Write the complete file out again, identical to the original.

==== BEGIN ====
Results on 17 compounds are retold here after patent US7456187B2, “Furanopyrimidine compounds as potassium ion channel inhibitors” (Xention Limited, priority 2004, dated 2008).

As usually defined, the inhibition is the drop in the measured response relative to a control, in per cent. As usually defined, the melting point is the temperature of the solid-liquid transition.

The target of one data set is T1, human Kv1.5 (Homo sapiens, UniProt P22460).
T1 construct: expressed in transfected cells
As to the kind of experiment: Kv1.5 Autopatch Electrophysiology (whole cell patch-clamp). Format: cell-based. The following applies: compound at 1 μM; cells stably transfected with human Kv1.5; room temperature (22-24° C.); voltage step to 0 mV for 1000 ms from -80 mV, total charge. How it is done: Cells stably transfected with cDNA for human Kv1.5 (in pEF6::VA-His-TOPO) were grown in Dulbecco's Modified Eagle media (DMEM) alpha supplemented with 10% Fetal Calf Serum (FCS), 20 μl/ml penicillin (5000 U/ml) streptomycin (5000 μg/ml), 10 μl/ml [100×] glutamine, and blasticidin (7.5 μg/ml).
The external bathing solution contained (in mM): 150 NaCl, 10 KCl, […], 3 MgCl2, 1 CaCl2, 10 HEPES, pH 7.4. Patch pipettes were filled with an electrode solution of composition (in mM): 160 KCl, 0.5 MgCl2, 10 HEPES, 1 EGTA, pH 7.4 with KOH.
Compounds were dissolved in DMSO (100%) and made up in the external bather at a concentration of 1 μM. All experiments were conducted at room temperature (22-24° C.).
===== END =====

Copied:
Results on 17 compounds are retold here after patent US7456187B2, “Furanopyrimidine compounds as potassium ion channel inhibitors” (Xention Limited, priority 2004, dated 2008).

As usually defined, the inhibition is the drop in the measured response relative to a control, in per cent. As usually defined, the melting point is the temperature of the solid-liquid transition.

The target of one data set is T1, human Kv1.5 (Homo sapiens, UniProt P22460).
T1 construct: expressed in transfected cells
As to the kind of experiment: Kv1.5 Autopatch Electrophysiology (whole cell patch-clamp). Format: cell-based. The following applies: compound at 1 μM; cells stably transfected with human Kv1.5; room temperature (22-24° C.); voltage step to 0 mV for 1000 ms from -80 mV, total charge. How it is done: Cells stably transfected with cDNA for human Kv1.5 (in pEF6::VA-His-TOPO) were grown in Dulbecco's Modified Eagle media (DMEM) alpha supplemented with 10% Fetal Calf Serum (FCS), 20 μl/ml penicillin (5000 U/ml) streptomycin (5000 μg/ml), 10 μl/ml [100×] glutamine, and blasticidin (7.5 μg/ml).
The external bathing solution contained (in mM): 150 NaCl, 10 KCl, […], 3 MgCl2, 1 CaCl2, 10 HEPES, pH 7.4. Patch pipettes were filled with an electrode solution of composition (in mM): 160 KCl, 0.5 MgCl2, 10 HEPES, 1 EGTA, pH 7.4 with KOH.
Compounds were dissolved in DMSO (100%) and made up in the external bather at a concentration of 1 μM. All experiments were conducted at room temperature (22-24° C.).